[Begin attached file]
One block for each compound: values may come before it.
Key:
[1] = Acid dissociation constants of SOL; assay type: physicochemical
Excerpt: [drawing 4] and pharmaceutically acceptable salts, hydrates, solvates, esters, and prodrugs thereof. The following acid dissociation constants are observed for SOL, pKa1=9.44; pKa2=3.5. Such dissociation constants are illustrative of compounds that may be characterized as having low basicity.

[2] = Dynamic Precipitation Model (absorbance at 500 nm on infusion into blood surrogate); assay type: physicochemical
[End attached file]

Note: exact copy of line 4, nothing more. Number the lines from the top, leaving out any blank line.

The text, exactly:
Excerpt: [drawing 4] and pharmaceutically acceptable salts, hydrates, solvates, esters, and prodrugs thereof. The following acid dissociation constants are observed for SOL, pKa1=9.44; pKa2=3.5. Such dissociation constants are illustrative of compounds that may be characterized as having low basicity.